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News

Analysis from the ISF details top 10 future IT threats

Information Security Forum : 30 July, 2009  (Special Report)
The SaaS model is to enter the realms of cybercrime with Crimeware as a service hitting the top of the ISF's future threat league for information security
Cybercrime is at the top of the Information Security Forum's (ISF) Threat Horizon list for 2011, which highlights the growth of 'Crimeware as a Service' offered by criminal gangs along with infiltration into organisations for insider attacks. The other threats in the ISF's Top 5 that will present challenges for information security professionals over the next two years are weaknesses in the IT infrastructure, tougher statutory environments, pressures on outsourcing and offshoring and the erosion of the network boundary.

Mobile malware, Web 2.0 vulnerabilities, espionage, insecure user-driven developments and changing cultures with a blurring of the boundaries between work and personal life, make up the remainder of the Top 10 threats predicted in the ISF Threat Horizon report.

The Threat Horizon 2011 report draws on the knowledge and practical experiences of ISF Members, comprising some 300 of the world's largest business and public sector organisations including many of the Fortune 100 corporations. The research was carried out within a 'PLEST' framework that takes into account Political, Legal, Economic, Socio-cultural and Technology factors.

'Many of the threats in 2011 will be familiar ones that are evolving and will present new and sophisticated attacks to compliment tried and tested techniques," says Jason Creasey, head of research at the ISF. "It is also clear that the financial crisis is accelerating these changes, fuelled by increasing staff turnover and dissatisfaction along with the increased involvement of organised criminal groups that see online crime as a lucrative and low risk alternative to other nefarious activities."

Criminal syndicates are developing more sophisticated malware such as viruses and Trojans sold on a 'commercial' basis with guarantees including non-detection by commercial anti-malware software and full helpdesk support. In addition, the so-called 'crimeware as a service' model offers services such as DDOS attacks, Botnet rental, malware creation and electronic money
laundering. And for the more exclusive, targeted attacks, the criminal world is using techniques such as whaling - targeting high net worth individuals - and attacks tailored to individual organisations.

The ISF is already seeing a shift from indiscriminate events to highly targeted and planned attacks using a combination of social engineering and technical methods to steal identities and information for fraud. The ISF also points to evidence that criminal organisations are recruiting employees as moles or sponsoring students through their IT education and placing them into targeted organisations.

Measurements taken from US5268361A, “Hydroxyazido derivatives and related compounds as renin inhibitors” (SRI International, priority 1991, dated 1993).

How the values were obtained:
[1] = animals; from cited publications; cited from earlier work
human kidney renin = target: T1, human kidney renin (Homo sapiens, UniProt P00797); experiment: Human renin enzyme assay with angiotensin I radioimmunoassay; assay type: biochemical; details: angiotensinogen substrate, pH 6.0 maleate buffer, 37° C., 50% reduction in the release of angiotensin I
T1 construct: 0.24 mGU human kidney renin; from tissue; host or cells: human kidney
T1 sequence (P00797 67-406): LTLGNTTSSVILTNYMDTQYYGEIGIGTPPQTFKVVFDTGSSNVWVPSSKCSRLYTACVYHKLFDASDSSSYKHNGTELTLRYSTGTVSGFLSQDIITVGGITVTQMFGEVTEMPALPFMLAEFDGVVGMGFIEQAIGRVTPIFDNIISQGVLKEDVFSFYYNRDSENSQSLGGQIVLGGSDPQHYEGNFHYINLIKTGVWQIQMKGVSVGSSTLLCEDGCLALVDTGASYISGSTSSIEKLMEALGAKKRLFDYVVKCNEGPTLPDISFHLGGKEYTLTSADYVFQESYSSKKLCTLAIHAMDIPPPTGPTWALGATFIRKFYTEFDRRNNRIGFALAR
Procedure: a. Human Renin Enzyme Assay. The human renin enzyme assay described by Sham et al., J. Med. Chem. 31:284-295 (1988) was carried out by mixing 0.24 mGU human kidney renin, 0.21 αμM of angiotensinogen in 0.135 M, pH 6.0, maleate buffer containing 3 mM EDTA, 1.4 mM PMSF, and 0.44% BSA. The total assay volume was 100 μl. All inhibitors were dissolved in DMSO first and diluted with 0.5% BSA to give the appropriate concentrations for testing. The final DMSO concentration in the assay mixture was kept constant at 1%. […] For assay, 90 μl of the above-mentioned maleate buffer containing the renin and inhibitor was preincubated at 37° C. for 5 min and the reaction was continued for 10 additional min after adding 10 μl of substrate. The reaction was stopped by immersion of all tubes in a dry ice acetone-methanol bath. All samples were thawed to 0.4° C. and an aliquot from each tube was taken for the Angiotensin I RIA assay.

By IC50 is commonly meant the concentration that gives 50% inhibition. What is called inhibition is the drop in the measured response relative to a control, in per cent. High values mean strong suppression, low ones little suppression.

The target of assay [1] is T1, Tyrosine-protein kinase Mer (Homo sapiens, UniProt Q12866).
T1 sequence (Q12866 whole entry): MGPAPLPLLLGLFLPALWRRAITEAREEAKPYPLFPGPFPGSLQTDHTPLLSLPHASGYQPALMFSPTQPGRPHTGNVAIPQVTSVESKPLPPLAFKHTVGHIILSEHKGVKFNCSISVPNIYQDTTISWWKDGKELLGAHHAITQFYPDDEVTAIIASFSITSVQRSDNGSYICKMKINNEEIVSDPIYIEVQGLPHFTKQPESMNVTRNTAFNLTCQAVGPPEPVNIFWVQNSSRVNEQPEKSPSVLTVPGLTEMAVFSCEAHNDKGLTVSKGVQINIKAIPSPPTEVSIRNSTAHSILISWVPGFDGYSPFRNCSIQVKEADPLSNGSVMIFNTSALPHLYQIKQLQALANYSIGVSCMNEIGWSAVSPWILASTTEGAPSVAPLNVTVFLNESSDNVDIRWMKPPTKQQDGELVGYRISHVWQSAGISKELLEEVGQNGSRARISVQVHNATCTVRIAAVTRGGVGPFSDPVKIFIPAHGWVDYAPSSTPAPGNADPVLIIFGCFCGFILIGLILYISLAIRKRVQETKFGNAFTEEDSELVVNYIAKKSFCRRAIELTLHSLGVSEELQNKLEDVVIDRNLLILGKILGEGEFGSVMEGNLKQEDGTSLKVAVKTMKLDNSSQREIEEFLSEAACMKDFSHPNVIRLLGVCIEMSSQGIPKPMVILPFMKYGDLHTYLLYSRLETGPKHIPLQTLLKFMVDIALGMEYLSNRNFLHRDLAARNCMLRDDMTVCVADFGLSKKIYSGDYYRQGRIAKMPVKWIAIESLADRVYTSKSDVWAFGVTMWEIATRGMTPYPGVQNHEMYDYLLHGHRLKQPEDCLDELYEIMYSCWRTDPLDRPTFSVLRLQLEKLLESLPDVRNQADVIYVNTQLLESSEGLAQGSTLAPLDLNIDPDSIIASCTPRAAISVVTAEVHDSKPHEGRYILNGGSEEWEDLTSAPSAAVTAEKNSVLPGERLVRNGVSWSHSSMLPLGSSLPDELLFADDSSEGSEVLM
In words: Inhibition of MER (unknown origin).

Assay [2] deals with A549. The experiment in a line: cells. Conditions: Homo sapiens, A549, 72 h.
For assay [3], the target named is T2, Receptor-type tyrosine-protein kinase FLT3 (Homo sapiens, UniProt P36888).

"This more sophisticated and planned approach by criminal gangs comes at time when IT budgets are under pressure and companies are also looking to outsourcing and offshoring to save money," says Creasey. "These potential weaknesses in the IT infrastructure and third-party relationships - particularly with the advent of Cloud Computing - pose further threats and it is important to have the right controls in place to mitigate the risks."



"Data is now the gold, the silver and diamonds of the online world and criminals see it as a low-risk way to steal money without going anywhere near the crime scene," says Prof. Howard A. Schmidt, CEO of the ISF. "But even in today's financial climate and increased threat environment, we are better placed than ever before to meet these challenges - as long as we have the resolve to strengthen and invest in security rather than reduce it."

Schmidt also highlights the need for more security awareness and education. "The new generation corporate culture driven by a younger, more techno-savvy workforce presents benefits but there new employees must also be made fully aware of information risks and the need for tighter controls that may restrict their IT freedom."

The Threat Horizon 2011 is one of over 300 authoritative reports along with information risk methodologies and benchmarking tools that are available free of charge to ISF Members. The ISF is a not-for-profit international association of some 300 leading international organisations that has already invested over US$100 million in research and the development of practical, business driven research, methodologies and tools in order to address information security and Risk Management problems.

The ISF Top 10 Threats

1. Criminal attacks
2. Weaknesses in infrastructure
3. Tougher statutory environment
4. Pressures on offshoring / outsourcing
5. Eroding network boundaries
6. Mobile malware
7. Vulnerabilities of Web 2.0
8. Incidents of espionage
9. Insecure user-driven development
10. Changing cultures

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